This is totally normal. With a new baby, your body takes on a totally different role. “Many women say that their bodies don’t feel like their own because the baby is so dependent on it. You literally have another human being attached to your body, relying on it for survival,” Marin says. “Not to mention the fact that you’re being touched and grabbed throughout the entire day.” When that’s your new reality, it’s no wonder feeling confident in your body in the same way that you used to can feel out of reach.

The first step in addressing any postpartum body-image issues is recognizing that you are not alone—even celebrities, with all their fancy trainers, nutritionists, and stylists, deal with body image issues after giving birth. “So many postpartum articles fixate on ‘snapping back’ after pregnancy, especially with celebrities, but there’s so much more to the pregnancy journey than that,” Marin says. “Give yourself time to adapt to this new stage in your life, and to build a new relationship with your body.” Start by carving out alone time with your partner when you can begin reawakening the sexual part of yourself that might feel dormant. “This can be logistically complicated, of course, but it’s an extremely worthwhile endeavor,” Marin says.

Not all women feel self-conscious after giving birth—for some women it’s actually a major body-confidence boost. “Your body has done a truly miraculous thing, and there’s so much to be proud of,” Marin says.” For many women, pregnancy helps put body hang-ups into perspective. “Maybe you were self-conscious of your breasts before pregnancy, but now you can appreciate that they keep your baby healthy,” Marin says.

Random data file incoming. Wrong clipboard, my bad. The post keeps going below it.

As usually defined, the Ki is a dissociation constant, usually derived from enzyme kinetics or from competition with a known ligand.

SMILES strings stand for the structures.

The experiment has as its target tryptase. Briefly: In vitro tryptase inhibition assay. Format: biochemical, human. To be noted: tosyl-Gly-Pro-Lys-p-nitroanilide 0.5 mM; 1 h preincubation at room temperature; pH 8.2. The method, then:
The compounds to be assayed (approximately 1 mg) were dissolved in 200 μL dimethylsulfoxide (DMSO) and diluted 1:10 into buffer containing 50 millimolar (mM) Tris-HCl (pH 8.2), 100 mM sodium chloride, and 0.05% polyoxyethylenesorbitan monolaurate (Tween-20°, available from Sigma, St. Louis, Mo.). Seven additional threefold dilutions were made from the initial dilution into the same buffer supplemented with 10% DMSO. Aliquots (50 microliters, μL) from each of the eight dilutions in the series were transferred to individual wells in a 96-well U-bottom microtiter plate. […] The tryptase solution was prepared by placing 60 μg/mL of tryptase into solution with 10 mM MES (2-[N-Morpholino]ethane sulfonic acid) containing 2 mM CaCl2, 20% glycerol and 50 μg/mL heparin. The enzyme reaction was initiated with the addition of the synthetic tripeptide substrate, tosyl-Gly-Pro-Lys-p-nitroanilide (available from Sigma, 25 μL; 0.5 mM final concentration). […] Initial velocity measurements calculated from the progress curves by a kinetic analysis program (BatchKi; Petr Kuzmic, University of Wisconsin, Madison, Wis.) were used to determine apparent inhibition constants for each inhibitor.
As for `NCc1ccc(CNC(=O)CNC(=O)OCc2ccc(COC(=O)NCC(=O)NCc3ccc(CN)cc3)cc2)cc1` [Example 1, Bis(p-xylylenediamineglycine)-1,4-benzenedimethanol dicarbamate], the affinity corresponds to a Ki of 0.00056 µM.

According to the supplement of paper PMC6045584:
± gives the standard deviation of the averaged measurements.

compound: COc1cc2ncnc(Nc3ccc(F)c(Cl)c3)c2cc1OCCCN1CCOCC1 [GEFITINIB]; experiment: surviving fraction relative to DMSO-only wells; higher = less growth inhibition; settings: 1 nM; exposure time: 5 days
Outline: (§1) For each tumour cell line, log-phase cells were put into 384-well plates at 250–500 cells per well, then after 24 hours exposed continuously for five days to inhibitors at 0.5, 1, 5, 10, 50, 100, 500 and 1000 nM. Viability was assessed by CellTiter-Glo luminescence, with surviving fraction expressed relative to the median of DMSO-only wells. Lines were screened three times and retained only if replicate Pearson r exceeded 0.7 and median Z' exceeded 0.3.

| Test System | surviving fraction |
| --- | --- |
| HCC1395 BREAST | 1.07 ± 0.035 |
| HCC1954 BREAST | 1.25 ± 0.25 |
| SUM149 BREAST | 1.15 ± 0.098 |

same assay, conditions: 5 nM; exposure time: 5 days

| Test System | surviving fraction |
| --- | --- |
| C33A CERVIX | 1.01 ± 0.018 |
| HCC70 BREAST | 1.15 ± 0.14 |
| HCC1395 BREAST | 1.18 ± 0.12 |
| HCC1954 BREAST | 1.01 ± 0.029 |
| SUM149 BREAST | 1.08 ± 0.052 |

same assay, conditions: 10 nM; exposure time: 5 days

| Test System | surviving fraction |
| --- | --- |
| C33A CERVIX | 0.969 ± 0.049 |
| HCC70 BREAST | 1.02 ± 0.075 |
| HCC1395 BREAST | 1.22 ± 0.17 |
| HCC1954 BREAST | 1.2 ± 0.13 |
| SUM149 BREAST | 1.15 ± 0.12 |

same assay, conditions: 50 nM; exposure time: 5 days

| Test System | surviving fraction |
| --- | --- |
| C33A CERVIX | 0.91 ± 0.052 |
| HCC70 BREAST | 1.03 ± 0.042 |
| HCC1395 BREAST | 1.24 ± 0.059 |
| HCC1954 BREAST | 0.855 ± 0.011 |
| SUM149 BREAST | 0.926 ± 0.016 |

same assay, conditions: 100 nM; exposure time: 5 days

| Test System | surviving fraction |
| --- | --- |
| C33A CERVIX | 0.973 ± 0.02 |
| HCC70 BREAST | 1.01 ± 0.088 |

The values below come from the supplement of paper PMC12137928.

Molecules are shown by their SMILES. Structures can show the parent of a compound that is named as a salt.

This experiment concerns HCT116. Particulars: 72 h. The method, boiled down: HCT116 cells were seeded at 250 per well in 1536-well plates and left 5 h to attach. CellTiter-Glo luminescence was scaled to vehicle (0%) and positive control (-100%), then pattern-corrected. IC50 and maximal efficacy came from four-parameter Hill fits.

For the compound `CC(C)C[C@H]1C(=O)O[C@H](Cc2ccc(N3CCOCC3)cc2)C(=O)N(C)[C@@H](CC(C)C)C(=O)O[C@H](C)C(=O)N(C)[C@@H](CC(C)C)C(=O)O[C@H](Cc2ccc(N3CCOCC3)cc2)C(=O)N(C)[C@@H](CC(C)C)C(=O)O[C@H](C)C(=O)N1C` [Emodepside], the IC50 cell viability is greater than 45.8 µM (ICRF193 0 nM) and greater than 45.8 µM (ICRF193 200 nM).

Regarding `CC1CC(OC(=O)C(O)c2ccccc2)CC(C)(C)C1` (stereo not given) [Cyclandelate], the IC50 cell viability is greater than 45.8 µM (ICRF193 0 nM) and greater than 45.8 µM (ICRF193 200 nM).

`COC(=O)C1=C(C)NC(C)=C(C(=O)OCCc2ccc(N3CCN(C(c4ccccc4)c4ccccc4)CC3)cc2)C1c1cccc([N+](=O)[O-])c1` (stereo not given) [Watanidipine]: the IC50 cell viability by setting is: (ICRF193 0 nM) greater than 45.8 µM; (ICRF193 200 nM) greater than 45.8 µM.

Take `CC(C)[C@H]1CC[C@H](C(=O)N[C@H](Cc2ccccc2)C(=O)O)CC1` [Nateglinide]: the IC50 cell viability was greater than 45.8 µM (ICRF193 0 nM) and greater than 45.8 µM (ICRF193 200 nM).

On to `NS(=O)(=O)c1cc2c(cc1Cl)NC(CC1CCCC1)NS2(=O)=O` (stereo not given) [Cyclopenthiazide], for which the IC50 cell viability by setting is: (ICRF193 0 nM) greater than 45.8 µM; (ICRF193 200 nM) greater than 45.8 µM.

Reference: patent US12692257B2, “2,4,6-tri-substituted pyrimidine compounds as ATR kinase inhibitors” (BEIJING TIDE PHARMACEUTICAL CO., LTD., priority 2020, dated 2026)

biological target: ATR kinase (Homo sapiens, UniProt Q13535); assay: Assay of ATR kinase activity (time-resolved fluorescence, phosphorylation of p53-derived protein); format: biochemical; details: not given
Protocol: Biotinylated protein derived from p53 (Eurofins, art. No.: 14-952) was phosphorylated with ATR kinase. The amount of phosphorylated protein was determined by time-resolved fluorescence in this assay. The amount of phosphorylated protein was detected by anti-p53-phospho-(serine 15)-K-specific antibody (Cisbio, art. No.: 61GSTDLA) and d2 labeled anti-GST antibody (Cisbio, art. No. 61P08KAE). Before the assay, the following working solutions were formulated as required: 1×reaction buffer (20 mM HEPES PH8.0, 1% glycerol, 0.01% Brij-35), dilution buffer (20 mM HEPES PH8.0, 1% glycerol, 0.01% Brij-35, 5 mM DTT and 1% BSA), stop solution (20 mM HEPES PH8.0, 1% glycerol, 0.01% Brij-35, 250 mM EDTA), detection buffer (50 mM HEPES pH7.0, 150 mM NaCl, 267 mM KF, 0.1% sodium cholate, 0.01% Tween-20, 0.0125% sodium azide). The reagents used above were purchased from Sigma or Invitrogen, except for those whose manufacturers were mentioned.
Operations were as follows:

Will you get pregnant?

You can. Amazingly, your body has the ability to make another baby pretty much immediately after you’ve given birth to one, so if you don’t want to get pregnant right away, the American College of Obstetricians and Gynecologists recommends using birth control. Even if you do want to have kids close together, doctors advise waiting six months. Beginning another pregnancy before then can be risky. Research suggests it can increase the likelihood of premature birth, placental abruption, low birth weight, and congenital disorders, according to the Mayo Clinic.

While breastfeeding can help reduce the chances of getting pregnant, the popular belief that it acts as a surefire form of birth control is a misconception—you need backup. For many women, the easiest solution is a postplacental IUD—within minutes of delivering your baby and placenta, doctors can insert the device, and you’re good to go—but there are many options, according to the ACOG.

Does breastfeeding affect sex?

A little-known fact about breastfeeding is that it puts your body into a kind of temporary menopause (though not completely—remember you can get pregnant), particularly for the first six months, explains Conti. The biggest side effect of this possible condition is extreme vaginal dryness, which can make sex painful.